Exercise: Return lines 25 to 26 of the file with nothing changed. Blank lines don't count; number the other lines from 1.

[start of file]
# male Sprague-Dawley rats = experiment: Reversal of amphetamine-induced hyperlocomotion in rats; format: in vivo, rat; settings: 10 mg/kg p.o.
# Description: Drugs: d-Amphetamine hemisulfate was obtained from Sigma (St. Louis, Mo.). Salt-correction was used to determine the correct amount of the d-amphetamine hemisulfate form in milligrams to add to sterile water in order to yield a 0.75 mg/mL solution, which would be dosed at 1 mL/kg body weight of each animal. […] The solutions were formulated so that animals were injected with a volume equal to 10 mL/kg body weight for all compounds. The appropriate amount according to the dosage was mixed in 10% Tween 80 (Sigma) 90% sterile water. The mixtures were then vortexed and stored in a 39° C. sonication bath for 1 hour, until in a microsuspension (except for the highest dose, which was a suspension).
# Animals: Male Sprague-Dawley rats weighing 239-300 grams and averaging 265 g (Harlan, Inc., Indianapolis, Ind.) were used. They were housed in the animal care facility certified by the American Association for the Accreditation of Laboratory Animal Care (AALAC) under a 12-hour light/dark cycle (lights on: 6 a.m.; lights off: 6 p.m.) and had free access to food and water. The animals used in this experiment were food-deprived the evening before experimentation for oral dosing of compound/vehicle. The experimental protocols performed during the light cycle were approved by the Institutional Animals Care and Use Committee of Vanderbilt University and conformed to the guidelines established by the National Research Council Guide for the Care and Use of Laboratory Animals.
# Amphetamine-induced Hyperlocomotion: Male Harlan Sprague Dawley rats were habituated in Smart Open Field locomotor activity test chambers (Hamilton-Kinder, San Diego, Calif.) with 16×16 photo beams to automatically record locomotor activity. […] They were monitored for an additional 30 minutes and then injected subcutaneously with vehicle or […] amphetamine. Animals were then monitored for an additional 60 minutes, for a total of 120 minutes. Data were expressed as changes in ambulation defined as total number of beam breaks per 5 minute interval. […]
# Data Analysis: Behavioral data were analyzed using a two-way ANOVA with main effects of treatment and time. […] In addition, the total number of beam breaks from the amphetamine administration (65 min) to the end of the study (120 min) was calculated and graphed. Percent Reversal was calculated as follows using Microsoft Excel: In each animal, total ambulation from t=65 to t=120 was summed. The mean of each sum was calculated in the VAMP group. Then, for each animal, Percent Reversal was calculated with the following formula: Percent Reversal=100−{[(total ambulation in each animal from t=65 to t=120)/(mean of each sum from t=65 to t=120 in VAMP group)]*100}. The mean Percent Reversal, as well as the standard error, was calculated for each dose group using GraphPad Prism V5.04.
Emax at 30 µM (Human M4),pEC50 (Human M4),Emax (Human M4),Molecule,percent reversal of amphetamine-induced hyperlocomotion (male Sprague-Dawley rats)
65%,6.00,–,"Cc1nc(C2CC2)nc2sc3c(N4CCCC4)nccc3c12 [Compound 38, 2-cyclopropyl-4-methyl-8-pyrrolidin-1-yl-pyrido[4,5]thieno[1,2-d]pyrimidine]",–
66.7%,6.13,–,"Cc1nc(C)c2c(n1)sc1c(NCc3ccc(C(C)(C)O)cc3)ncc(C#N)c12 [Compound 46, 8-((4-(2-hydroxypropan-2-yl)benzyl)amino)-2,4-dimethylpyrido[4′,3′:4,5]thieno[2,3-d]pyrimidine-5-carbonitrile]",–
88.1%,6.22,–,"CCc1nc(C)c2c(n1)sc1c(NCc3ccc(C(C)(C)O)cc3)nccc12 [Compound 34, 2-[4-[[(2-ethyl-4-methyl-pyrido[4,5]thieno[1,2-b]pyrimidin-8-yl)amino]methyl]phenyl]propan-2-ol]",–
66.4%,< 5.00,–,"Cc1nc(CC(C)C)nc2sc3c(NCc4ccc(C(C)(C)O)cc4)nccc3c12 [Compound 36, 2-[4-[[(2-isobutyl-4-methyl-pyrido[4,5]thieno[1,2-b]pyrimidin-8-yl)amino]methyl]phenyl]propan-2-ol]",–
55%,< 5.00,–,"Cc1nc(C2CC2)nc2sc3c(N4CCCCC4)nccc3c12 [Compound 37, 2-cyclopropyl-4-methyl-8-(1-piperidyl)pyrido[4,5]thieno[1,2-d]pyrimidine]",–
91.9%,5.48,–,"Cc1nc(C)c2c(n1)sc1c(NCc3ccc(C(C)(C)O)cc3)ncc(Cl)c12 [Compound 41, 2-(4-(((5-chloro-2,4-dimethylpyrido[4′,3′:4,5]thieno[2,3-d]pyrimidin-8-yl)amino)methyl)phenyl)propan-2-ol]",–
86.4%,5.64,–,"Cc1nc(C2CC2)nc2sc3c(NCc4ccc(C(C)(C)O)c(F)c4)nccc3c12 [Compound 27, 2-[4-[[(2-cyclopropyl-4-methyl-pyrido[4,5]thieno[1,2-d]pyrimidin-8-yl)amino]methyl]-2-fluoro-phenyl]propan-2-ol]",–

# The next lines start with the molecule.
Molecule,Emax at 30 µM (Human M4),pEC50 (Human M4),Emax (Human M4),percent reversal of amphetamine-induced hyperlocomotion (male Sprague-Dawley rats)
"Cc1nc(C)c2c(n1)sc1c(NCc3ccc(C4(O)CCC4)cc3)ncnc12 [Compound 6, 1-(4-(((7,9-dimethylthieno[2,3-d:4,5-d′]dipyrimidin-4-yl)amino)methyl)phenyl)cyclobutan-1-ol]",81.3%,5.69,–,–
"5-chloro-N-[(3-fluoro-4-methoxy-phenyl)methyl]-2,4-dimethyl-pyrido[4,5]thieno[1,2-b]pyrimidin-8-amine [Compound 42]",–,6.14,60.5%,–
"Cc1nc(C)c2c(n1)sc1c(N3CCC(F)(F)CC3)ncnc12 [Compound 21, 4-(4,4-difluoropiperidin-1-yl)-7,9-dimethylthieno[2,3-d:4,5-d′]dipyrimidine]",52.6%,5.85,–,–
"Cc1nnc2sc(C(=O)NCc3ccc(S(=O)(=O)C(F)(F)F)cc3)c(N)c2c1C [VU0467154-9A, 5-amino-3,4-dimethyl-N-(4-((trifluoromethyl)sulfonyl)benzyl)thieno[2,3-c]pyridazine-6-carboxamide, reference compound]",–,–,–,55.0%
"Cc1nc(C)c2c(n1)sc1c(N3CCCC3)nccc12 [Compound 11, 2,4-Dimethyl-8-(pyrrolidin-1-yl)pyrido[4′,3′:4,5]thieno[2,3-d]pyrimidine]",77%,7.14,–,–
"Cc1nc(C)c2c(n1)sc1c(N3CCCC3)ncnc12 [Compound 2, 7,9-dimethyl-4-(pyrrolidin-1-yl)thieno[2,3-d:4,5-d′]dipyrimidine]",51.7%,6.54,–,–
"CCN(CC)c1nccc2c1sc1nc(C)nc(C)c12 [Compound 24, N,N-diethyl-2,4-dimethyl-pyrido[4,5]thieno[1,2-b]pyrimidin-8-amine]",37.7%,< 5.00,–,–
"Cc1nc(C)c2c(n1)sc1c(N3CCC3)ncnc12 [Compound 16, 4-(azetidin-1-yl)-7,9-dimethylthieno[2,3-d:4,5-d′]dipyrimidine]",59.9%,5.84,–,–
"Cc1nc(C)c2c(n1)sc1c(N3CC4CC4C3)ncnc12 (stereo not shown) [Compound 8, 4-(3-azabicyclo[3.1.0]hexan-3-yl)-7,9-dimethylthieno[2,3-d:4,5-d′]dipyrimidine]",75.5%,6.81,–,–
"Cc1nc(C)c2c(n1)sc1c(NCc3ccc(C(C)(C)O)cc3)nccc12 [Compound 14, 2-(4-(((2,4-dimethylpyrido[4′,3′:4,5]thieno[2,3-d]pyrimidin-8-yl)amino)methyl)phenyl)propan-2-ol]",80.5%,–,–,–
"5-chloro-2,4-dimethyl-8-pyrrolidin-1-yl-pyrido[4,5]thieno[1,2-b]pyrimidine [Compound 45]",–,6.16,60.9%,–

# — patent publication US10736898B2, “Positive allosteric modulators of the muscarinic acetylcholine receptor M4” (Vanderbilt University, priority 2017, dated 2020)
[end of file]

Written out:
"Cc1nc(C)c2c(n1)sc1c(NCc3ccc(C(C)(C)O)cc3)nccc12 [Compound 14, 2-(4-(((2,4-dimethylpyrido[4′,3′:4,5]thieno[2,3-d]pyrimidin-8-yl)amino)methyl)phenyl)propan-2-ol]",80.5%,–,–,–
"5-chloro-2,4-dimethyl-8-pyrrolidin-1-yl-pyrido[4,5]thieno[1,2-b]pyrimidine [Compound 45]",–,6.16,60.9%,–